I unintentionally started a WW2 theme in my reading this year and ended up reading four books set in that time period. Three of the stories took place in France and by the time I’d finished I felt I’d had a good look at the effects on civilians in WW2 generally but in particular an insightful glimpse into people’s lives in the devasted and demoralised French nation also.
FAIR stood the wind for France
When we our sails advance,
Nor now to prove our chance
Longer will tarry;
But putting to the main,
At Caux, the mouth of Seine,
With all his martial train
Landed King Harry.
This was a different aspect of WW2, a story which chronicled the emotional and psychological journey of a Englishman whose French wife had been killed and their young son lost during the war in France while he was absent. He returns to France after the end of the war upon receiving news that his son may have been found. The book details his conflicting emotions as he tries to come to terms with the fact that this may or may not be his son and his agony over whether he wants to open himself to the pain of an encounter.
My copy is a lovely Persephone Classic. I love their covers.
I have this lovely copy below which also contains Wuthering Heights and Agnes Grey.
I’ve shared my thoughts about this book here and here. Very thought provoking, and although I didn’t find anything I hadn’t really encountered before or knew intuitively, he caused me to think more deeply about choosing ways to nurture my children’s imaginations. I didn’t find his writing style easy to read. It reminded me a little of the way Edith Schaeffer writes, rambling and wordy, but maybe that’s good because it slows me down, makes me mull and chew over the content a bit more in order to get my head around what he’s saying. I’m still going over parts of the book and I’ve got asterisks and underlinings all through its pages.
I’ve been reading this aloud during our together time for about a year now with children aged between 7 and 17 years. I\’ve been enjoying this book very much, taking it slowly, and it has generated some interesting discussions.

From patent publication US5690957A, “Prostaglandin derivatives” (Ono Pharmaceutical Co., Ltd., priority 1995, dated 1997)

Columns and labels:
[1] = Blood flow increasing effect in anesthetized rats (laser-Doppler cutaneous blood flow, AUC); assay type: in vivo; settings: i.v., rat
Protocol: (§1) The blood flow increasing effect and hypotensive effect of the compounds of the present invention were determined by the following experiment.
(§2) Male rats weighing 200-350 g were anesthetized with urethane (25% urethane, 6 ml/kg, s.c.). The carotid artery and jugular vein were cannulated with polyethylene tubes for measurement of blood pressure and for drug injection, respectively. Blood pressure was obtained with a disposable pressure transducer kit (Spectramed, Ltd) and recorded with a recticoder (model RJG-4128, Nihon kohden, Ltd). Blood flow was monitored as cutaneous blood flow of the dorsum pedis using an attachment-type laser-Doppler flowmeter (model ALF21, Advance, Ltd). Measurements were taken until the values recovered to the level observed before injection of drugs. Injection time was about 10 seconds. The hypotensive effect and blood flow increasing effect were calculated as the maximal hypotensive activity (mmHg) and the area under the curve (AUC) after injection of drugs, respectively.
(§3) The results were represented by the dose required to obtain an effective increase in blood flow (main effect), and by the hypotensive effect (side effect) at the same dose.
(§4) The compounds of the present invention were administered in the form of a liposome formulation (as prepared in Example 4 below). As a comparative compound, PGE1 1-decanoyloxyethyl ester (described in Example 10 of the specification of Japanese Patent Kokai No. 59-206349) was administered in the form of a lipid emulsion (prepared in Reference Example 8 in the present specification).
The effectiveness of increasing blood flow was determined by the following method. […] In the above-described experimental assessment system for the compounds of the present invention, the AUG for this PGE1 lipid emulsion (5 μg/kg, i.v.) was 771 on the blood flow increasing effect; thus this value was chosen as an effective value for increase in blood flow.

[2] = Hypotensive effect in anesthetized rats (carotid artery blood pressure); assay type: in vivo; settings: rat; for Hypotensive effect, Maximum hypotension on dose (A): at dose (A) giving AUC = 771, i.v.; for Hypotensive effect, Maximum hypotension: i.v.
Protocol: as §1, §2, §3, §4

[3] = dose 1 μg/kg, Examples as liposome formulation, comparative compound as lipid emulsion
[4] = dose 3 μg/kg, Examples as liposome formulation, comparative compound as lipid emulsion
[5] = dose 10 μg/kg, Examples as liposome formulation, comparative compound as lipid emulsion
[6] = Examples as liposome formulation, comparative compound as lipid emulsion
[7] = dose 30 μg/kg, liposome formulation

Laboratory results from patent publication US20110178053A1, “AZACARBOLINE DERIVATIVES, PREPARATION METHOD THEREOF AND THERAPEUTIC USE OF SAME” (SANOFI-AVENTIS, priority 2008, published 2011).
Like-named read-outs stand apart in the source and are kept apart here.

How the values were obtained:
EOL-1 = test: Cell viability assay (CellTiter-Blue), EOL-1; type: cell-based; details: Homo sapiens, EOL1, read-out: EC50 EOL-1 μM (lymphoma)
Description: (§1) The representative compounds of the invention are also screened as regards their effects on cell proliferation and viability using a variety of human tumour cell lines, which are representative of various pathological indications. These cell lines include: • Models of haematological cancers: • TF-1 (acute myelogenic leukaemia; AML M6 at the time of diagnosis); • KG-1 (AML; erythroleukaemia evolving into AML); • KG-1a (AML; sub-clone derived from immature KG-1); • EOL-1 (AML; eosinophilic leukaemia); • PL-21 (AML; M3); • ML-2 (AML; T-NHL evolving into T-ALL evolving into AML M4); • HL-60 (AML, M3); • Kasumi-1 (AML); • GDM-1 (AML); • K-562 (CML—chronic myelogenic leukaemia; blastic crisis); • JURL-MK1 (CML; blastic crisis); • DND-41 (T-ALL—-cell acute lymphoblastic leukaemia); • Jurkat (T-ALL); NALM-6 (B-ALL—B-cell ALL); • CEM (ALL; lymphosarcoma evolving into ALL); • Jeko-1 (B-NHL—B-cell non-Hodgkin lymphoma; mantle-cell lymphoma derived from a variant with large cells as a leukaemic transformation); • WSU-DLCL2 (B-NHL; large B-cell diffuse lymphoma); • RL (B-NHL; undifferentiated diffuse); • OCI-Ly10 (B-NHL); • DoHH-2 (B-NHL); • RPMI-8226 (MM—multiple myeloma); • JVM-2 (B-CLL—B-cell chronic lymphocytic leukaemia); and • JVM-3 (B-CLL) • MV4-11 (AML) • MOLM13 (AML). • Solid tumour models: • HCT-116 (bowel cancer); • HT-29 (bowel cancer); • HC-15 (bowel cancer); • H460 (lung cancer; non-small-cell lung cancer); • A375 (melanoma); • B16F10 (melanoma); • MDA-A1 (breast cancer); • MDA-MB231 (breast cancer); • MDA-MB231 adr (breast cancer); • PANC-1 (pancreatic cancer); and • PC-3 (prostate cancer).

This is Volume 5 of her Home Education series, another slow read and quite different from her other books in the series. I find I need to read a whole chapter at a time to keep the flow of this one so it’s not so easy to pick up at spare minutes but like her other books it has been rich.
I’ve seen this author’s books many times over the years and knew vaguely about her life but I hadn’t read anything she’d written until I picked this up secondhand a few months ago. This was a quick, easy read, not especially well written but she shared her heart and her experiences as a medical doctor in the Congo so honestly that I’d like to read her other books.
I listened to this on audiobook and although it didn’t have a particularly riveting storyline I liked the author’s way of writing. I hadn’t read anything by her before but I’d be happy to try her other books, of which there are many.
This has been my year not only of the Russian novel but also the year of Nevil Shute. This book was completely different to the others above in that it was a sort of apocalyptic/dystopian look at a community of people in Australia preparing for the arrival of airborne radiation which has already wiped out the population of the Northern Hemisphere. Nevil Shute has an ability to tell a good story and to centre his tale around ordinary people and bring out the tenderness of their relationships during adversity. It had a somewhat depressing ending but what stood out to me was the way he kept the integrity and faithfulness of two of the main characters intact when other authors might have gone along with the attitude of ‘Who cares, the world is about to end anyway…’
A biography of Marie Curie by her daughter which is available here for free. It was originally written in 1937 but was republished in 2001. I’m only part way through this book and after an initial sluggish beginning I’m beginning to enjoy it.